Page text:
Ahead of its time - that’s the perfect description for the DMC DeLorean car. It became a screen icon in 1985’s Back to the Future, but by which time, it had failed commercially upon its release in 1981.
This film by British director Nick Hamm, tells the extraordinary story of a bizarre drugs deal, which featured none other than John DeLorean, during his attempt to get his futuristic car on the road, never mind flying over them.
Jim Hoffman (Jason Sudeikis) is a well-meaning man who is doing his best to look after his family. Unfortunately, he’s not a great judge of character, as he and his family are stopped by the FBI after landing the plane he just flew back from Bolivia.
Unbeknownst to him, a large amount of drugs are discovered on board, and the FBI don’t buy his Mr Innocent act. This is how he finds himself relocated with his family, and now working as an informant for the FBI.
Luckily for him and his family, they’re moved to a rather affluent area. One day, one of their neighbours comes over and ends up helping Jim with their car. It turns out he knows a thing or two about automotives, particularly Jim’s one as he actually designed it. It’s then that the penny drops for Jim; his neighbour is none other than John DeLorean (Lee Pace).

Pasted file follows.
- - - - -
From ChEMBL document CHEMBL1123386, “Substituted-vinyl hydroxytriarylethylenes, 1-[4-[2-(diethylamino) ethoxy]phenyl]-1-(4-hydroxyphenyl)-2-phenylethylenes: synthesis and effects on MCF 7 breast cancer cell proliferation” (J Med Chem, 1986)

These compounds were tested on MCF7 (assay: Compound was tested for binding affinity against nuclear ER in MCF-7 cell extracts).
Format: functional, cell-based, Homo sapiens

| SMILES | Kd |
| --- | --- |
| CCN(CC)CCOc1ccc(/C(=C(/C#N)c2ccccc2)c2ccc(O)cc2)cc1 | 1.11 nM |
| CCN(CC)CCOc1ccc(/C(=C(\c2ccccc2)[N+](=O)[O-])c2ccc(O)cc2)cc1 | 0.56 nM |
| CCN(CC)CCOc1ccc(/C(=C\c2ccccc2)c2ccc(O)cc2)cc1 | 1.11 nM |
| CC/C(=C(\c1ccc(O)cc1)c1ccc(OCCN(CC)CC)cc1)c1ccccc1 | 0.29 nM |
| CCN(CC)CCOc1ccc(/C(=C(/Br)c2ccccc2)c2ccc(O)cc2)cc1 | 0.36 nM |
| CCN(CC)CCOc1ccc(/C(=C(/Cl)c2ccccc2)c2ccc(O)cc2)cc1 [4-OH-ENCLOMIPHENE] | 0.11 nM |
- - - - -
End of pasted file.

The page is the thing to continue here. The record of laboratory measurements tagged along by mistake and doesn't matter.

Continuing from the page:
It’s not long before John is letting Jim in on his latest design that he’s financing to make himself. Although Jim is now shocked to have the one and only John DeLorean as a friend, he soon somehow finds himself further embroiled in FBI matters, putting a further strain on his relationships with his nearest and dearest.
With the name DeLorean now synonymous with flux capacitors and the like, Hamm’s film highlights a fascinating period in the history of the man behind the car. His representation of factual events is remarkably whimsical, giving it the air of a quirky comedy, which it is, essentially.
It features a great turn by Sudeikis, who still manages to keep his comedic credentials intact, but also manages to give an extra layer of warmth and compassion to the role.
It’s probably his character however, that poses the more problems for Hamm; the film seems a little confused as to whether it’s about Hoffman’s life, or his relationship with the DeLorean. The result is a curious mix of both, with neither quite feeling that they fully work out.
Occasionally there’s the impression that the film would have benefitted from being told from DeLorean’s perspective, played here by Pace with an almost mystical bent, with Hoffman as an intriguing side character.
There’s no denying it’s a curious story however, that is undoubtedly compelling, that only strengthens the adage that fact really can be stranger than fiction.
It also highlights how having a creative mind can drive a person to extraordinary lengths to realise their vision.